Well, seeing as I now have a designer forum with which to dump my armchair 'yet-to-complete-a-game-and-have-no-idea-how-hard-it-is' opinions on various other game designers work, I thought I might as well share. This post mainly refers to PC gaming, so when I mention games/gaming, try to eliminate consoles from the argument...although some of this stuff also applies to some console titles, which are mostly PC game ports anyway.
My biggest gripe with FarCry....is that it's not a game.
It's about as frivolous as a first date - it's stressful, tense, nerve-wrecking, and if you stuff it up - all the good work is lost, and you have to start all over again.
Okay, so games aren't always a 'frivolous' activity, but a certain sense of 'fun' should always be ascribed with any gaming experience. The enjoyment of the process and the experience would have to be foremost on my list of things I like associate with gaming.
Now, before I go on further, I've been doing alot of research into the sociology of sport lately, and it appears to me that we are starting to mimick (in games) some of the great pitfalls of modern sports and competitive athletics. You'll see the link as I explain further.
There are two significant types of sporting model. 'Power and performance' being one of them, and 'pleasure and participation' being the other (J. J. Coakley 1998). The 'power and performance' model of sport (and sportspeople) is rather self explanatory. The focus of these sports is that performance is the ultimate form of sport, that winning and setting records is the means for which people (within the sports arena) are evaluated.
Using this ground, all the seeds of what ruins modern sports are planted. Athletes, 'over-conform' to an ethos that dictates sacrifices are to be made for the game, distinction is what defines a successful athlete, and 'no limits are to be placed in the pursuit of possibilities' (J. J. Coakley). From here we can see athletes taking drugs, using aggressive behaviour on field and off the field, bending the rules of play, using 'fouls' and illegal forms contact to alter the outcome of the match etc etc.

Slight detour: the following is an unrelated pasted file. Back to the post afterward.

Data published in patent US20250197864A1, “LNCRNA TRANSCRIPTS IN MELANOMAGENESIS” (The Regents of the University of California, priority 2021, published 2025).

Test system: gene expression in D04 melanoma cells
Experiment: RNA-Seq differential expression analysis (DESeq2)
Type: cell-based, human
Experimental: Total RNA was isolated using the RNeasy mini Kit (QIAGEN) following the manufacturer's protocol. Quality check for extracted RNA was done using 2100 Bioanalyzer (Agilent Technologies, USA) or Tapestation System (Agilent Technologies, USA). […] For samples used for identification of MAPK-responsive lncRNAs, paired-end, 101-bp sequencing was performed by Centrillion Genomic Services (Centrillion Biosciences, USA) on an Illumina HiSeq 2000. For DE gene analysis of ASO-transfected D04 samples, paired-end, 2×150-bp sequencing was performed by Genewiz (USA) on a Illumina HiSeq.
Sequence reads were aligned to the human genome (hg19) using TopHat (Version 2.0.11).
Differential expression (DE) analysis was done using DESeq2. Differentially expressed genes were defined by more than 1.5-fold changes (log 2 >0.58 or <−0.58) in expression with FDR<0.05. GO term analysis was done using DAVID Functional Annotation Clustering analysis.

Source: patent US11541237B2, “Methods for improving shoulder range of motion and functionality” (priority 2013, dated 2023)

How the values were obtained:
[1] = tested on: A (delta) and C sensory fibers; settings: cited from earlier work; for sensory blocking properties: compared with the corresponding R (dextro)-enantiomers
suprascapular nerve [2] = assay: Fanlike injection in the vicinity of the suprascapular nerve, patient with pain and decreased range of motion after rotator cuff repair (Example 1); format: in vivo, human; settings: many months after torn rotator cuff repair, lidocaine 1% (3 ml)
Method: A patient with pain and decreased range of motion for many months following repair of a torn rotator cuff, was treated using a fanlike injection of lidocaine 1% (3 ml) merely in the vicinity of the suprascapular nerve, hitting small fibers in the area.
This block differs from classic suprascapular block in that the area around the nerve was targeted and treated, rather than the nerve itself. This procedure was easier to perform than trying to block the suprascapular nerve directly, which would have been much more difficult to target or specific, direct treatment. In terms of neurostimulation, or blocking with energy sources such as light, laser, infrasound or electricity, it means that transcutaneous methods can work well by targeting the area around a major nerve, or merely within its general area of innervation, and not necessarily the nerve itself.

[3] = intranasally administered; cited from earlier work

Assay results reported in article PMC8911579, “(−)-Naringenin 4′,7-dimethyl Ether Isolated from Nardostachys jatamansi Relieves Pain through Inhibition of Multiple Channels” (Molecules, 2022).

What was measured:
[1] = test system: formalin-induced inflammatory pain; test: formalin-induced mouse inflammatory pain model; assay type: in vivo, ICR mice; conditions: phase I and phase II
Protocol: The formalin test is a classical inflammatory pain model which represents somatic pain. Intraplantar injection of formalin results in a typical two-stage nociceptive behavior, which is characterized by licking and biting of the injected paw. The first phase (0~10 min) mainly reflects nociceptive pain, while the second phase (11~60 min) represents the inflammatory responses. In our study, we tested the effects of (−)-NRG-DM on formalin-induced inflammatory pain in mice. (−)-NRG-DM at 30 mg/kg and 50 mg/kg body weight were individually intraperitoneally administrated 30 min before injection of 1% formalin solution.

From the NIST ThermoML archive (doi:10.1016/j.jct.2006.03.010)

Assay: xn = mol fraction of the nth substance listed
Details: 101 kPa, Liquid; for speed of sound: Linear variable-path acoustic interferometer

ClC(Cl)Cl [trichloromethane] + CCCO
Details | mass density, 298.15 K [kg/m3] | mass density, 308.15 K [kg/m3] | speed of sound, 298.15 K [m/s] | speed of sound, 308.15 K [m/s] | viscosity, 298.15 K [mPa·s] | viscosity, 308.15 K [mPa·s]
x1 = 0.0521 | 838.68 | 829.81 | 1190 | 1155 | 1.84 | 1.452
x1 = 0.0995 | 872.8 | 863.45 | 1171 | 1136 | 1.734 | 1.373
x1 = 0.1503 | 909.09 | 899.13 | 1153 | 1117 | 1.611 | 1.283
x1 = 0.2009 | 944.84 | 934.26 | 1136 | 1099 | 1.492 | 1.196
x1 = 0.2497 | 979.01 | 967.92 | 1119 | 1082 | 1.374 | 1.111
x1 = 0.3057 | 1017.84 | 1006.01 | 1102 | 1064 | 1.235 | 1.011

You might think I've gone loco now, but bear with me.
For me personally, the only way I could get any enjoyment out of FarCry, is if I achieved the next checkpoint, if I could get some form of 'triumph'. The process of getting there was terrible...I'm no guru of modern FPS, my days of being 'midfield' are long gone. On 'easy' mode, I tried 30-40 times unsuccessfully to get to the next checkpoint in the demo off of the PC Gamer CD.
The process of playing the game wasn't inherently fun, I would attempt to snipe, relocate, hide, flat out attack, flank, double-back, divert, strategise etc etc...to absolutely no avail. All these things are not simple fun, it's hard and challenging. The complete focus of the demo was on how much success you had at getting through this research facility.
This so clearly mimicks the process through which alot of modern sports are 'fun'. The ability to achieve goals and objectives and to beat the AI opponents (or multiplay buddies) is what gives the sense of satisfaction, accomplishment and fulfilment.
Now, having said all this. Am I saying that this sort of 'power and performance' model of gaming is an altogether bad thing? Not entirely. Much the same way that sports aren't entirely bad. But the fact of the matter is, it is getting harder and harder for the average joe to pick up a game, play solo, with buddies or on the internet and have 'fun'.